Funny that your DS is already able to spot that this behaviour is "off". Shows you're doing a good job wink.

I suspect that the usual MN advice I see in these circumstances of deep breath and ignore, ignore, ignore is probably the most applicable. It's a shame that you're not able to work with ILs as a team (I wish I could lend you my lovely MIL to talk some sense into yours!), but there is probably a limit to what you can do about it.

DumSpiroSpero Sat 02-Feb-13 10:16:42

I think IsIt has hit the nail on the head with the competitive and controlling thing, and I really sympathise as I have a similar thing except in our case it's Granny Wars between my mum & MIL.

If DD goes to stay with MIL (and FIL but he is a treasure!) she will always arrange to take her out so she has to pick her up at a set time. If I say what time I will pick her up the following day, she will take her out again first thing so that there is no chance of me picking her up early. She constantly tells DD that my mum is competitive whilst buying her expensive presents.

The most recent thing has been that DD sleeps with my mum when she stays there as they don't have a spare room (she and my dad sleep separately). MIL has always been adamant about separate rooms/beds until she discovered this. Last time DD went there she slept with MIL, even though MIL & FIL usually sleep together and have at least 2 spare beds hmm.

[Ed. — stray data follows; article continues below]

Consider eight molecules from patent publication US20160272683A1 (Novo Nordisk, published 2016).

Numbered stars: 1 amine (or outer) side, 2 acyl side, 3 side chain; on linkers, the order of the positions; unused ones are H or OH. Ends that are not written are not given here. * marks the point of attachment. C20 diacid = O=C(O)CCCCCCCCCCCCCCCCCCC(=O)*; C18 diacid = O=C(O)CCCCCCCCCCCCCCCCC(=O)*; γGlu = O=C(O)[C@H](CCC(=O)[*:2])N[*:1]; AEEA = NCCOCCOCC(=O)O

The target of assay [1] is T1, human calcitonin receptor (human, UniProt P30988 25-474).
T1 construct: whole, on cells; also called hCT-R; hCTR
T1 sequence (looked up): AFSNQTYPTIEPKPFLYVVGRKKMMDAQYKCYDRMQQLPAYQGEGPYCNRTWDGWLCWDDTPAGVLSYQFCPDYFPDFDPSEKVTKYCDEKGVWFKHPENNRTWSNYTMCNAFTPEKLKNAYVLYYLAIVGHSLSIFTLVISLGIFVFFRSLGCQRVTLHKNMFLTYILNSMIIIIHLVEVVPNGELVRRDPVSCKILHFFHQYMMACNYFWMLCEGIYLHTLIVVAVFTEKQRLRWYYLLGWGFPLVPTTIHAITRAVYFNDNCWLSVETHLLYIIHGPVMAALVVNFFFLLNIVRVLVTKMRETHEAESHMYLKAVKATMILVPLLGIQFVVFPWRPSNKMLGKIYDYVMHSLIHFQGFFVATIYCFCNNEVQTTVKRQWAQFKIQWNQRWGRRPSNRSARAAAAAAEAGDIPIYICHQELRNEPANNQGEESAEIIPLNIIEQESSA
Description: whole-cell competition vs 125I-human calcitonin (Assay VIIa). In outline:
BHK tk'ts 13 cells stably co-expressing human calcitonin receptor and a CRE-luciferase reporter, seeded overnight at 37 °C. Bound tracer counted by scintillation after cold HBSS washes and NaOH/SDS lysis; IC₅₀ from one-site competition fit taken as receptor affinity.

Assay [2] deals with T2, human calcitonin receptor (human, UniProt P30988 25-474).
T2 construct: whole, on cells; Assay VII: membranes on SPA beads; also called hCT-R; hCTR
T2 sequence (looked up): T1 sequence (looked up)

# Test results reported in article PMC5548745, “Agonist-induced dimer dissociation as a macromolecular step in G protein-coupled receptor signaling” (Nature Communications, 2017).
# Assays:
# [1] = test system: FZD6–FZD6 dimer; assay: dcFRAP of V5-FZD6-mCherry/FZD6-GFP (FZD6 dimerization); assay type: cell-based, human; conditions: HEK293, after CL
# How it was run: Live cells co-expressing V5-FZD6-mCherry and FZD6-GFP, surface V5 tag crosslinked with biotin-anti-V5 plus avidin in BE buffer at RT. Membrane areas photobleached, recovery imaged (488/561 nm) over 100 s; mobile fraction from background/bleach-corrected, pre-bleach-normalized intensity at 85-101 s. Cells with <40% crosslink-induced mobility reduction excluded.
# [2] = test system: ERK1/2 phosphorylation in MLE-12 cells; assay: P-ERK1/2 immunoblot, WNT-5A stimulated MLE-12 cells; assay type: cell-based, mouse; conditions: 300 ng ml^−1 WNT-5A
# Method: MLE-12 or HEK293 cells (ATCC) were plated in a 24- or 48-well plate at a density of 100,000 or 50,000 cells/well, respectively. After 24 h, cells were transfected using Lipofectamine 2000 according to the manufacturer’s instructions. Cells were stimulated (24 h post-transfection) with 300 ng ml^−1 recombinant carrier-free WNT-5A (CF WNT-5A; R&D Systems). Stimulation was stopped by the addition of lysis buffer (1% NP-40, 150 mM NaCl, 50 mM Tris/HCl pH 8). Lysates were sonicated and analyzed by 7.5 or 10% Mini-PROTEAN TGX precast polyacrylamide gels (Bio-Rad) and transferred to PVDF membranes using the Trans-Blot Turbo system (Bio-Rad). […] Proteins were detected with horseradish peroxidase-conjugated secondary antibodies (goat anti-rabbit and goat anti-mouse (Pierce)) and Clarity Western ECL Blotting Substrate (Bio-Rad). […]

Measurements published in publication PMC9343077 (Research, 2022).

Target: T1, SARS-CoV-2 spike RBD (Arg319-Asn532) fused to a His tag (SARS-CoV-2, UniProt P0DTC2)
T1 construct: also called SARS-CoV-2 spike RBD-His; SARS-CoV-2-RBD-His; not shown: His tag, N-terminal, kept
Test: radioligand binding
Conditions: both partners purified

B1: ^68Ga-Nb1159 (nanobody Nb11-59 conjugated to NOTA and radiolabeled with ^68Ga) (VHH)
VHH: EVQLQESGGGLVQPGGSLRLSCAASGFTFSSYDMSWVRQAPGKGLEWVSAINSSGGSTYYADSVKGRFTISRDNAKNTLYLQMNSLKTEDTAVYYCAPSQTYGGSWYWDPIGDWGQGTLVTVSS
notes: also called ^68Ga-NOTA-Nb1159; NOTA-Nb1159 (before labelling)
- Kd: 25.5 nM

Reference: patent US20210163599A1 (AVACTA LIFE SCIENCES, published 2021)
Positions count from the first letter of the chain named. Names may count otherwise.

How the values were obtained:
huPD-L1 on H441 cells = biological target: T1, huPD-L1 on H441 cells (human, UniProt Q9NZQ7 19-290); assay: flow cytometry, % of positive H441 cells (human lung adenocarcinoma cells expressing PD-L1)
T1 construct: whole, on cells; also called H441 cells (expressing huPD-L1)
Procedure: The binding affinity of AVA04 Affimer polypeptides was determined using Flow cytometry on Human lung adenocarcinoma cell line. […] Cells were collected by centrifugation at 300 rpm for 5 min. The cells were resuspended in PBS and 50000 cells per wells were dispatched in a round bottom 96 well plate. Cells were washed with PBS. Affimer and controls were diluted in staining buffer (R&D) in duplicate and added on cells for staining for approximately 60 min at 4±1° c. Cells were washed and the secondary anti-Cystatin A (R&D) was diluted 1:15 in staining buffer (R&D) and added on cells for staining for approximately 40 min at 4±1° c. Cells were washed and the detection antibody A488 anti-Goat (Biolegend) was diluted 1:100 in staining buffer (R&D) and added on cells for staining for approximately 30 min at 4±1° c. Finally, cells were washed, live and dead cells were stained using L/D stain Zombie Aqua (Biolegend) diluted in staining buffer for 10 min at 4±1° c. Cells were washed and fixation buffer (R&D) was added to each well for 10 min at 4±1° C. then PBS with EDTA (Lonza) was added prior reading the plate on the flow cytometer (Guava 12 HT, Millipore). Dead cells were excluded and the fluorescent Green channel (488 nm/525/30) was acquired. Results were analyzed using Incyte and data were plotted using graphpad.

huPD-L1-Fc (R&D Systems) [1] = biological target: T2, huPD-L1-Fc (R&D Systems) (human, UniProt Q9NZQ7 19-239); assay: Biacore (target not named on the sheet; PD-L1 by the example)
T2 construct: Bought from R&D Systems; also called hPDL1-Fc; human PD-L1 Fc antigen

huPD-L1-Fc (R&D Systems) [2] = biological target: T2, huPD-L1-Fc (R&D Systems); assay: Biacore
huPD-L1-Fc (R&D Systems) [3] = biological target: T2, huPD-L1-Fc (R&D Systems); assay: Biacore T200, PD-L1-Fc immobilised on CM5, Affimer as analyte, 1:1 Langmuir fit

It makes me fume, but in the grand scheme things I'd be the one that came off looking like a petulant arse if I kicked up about it. I try as far as possible to arrange for DD to go there when it is just FIL (MIL works nights), as he is much more laid back and DD has lots of fun with him. We see more of my parents anyway and she goes to them overnight 2/3 of the time if we need sitters.

My DD is also 8 and she is getting pretty wise to the situation. Trust your son as it seems that he is similarly bright enough to see through all the nonsense.

On a practical level, I would have a word about the bed situation as I don't think sleeping on the floor is a good idea anyway - perhaps mention that he was tired or complaining of a sore back and for his health you feel he really needs to be in a bed now he's getting older/bigger.

mrsbunnylove Sat 02-Feb-13 10:23:33

why aren't they with you? don't you like them? this 'sleepover' idea is weird. maybe if you had to/wanted to go out, if there was a good reason for it...
however, if you insist on sending your children to someone else, you have to accept that in their home they do things their way. and if that means taking no notice of a bossy mum, that's just how it goes. if you want your children to live by your rules, keep them in your own house.